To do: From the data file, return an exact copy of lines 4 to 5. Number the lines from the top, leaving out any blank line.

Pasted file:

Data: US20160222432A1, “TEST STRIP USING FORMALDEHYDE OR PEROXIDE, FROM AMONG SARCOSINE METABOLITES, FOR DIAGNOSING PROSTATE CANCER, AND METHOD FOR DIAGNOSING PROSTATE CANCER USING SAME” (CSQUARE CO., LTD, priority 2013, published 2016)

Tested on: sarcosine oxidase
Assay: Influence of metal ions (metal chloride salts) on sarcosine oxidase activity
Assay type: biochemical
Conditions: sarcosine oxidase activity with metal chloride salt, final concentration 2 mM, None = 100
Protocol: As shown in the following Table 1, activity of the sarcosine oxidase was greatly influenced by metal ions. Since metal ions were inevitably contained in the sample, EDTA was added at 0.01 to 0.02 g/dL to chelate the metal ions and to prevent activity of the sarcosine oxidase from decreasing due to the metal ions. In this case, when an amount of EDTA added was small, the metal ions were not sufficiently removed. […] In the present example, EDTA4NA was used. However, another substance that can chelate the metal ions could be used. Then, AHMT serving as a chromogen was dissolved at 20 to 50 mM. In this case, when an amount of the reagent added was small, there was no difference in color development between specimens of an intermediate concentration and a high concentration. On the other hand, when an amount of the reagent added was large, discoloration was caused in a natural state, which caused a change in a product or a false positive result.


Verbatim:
Assay type: biochemical
Conditions: sarcosine oxidase activity with metal chloride salt, final concentration 2 mM, None = 100